Red-Right-Return. An important rule to heed out in the harbor, these three words also might guide you to the at in Stonington. Whoever placed the nautical lights above the front door showed appropriate attention to detail, because the green light is on your left as you enter and the red is on your right.
With or without the navigational aids, I shall return soon enough to the Dog Watch for another bowl of their bouillabaisse. The kitchen boasts that this seafood classic is the best bouillabaisse in America. I haven’t eaten enough bouillabaisse in New London County, let alone America, to judge such a claim. But if you asked me if I could eat this stew, and only this stew, for supper every night for the rest of my life—not that I would, but could I do it if I had to and still be happy?—I suppose I could.
I mean, there are worse miseries to suffer through than a meal of fresh seafood in a steamy-hot bath of saffron-tomato broth. More miserable ways to spend an evening than coaxing tender, creamy mussels out from their shells with your fingertips, and flaking apart chunks of cod and scallops with the tip of your spoon, and plucking the tail off a thumb-sized shrimp, and then ladling the broth over the entire thing to let it all soak in.
True to custom, the Dog Watch bouillabaisse comforts hungry souls with several types of shellfish and finfish simmered in the broth. I counted a half-dozen mussels, about as many scallops, a clam, a shrimp, and loads of squid, not to mention several pieces of fish. I’m sure some of it was cod, but who knows what else was in it. When a gentleman delivered the bowl to me at the bar—I think it was one of the owners—I asked him what fish to expect. It depends on the day, he said. Once he counted nine varieties of seafood.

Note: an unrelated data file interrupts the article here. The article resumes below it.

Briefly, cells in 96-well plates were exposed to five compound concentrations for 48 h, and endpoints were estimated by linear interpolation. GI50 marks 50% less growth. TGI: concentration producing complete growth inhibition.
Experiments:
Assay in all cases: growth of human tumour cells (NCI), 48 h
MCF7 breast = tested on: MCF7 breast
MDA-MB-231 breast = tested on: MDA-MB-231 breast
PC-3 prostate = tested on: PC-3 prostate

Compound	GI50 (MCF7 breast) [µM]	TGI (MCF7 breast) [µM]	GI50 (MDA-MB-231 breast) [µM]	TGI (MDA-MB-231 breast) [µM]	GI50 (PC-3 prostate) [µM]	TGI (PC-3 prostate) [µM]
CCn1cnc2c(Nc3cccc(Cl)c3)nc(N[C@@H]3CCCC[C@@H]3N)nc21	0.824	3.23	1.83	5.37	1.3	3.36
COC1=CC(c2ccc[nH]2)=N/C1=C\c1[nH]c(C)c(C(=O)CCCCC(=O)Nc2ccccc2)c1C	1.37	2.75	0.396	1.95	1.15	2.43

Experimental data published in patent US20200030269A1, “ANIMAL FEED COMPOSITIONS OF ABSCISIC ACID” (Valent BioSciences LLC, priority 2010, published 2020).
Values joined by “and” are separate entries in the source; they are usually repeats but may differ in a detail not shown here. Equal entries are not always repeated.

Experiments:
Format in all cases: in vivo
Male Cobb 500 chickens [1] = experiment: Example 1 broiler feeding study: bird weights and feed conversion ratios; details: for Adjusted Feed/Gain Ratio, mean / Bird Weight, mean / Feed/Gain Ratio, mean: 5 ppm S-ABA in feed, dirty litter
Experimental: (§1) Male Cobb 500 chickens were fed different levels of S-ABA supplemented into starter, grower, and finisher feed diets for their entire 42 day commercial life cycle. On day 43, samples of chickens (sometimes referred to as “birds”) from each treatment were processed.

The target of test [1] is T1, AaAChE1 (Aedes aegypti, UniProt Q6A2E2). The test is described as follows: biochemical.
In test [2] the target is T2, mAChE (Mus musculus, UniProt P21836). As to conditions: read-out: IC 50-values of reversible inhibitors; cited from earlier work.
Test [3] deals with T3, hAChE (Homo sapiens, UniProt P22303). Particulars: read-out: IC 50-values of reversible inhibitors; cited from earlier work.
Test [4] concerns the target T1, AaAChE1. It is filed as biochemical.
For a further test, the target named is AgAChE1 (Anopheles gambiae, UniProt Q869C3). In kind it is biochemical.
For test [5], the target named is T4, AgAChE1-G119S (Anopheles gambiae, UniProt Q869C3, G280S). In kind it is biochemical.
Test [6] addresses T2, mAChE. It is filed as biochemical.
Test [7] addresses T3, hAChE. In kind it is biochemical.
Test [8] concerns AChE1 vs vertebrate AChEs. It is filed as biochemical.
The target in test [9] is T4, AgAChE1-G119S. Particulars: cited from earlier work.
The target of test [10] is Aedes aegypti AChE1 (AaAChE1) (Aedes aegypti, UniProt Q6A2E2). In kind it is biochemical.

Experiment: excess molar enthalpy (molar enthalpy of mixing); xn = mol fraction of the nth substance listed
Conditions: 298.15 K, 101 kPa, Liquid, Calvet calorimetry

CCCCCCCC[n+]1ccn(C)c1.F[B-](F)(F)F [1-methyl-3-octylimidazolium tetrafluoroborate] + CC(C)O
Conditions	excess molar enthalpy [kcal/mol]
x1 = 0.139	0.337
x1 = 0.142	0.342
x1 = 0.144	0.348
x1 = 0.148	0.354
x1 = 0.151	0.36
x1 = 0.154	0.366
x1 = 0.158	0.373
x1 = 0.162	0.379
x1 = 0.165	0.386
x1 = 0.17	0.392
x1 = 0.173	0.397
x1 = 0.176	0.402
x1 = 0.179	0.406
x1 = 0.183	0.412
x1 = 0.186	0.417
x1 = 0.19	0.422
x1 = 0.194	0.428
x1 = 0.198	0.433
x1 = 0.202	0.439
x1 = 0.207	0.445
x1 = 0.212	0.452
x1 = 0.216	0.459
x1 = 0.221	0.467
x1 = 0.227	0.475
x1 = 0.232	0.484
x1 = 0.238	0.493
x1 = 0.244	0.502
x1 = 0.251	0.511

Whatever the fish it used, the kitchen deserves credit for making a stew in which each and every ingredient can be tasted and savored in its own right. No single flavor or seasoning dominates. The saffron-infused broth warms each spoonful but does so mildly. Nothing is too oily or garlicky. The broth is thin and invites sipping. Notes of fennel pop up here and there. Slices of onion and finely chopped scallions add texture and earn attention without being disagreeable. The boldest flavor comes from the rouille slathered, traditionally, across a slice of crusty bread, but once dispersed in the stew, it too is content to share the bowl with the seafood. A squeeze or two from an accompanying lemon wedge blends into the other flavors, like the colors on an artist’s palette.
Be prepared to pay for all this deliciousness. The bouillabaisse costs $19—up $2 from the old price posted on the Dog Watch’s online menu. (A lot of other dishes have crept up by a dollar or two as well. Careful, guys! Don’t push your luck. Not all of your customers actually live in Stonington Borough.) As long as that price holds steady, however, it’s worth red-right-returning.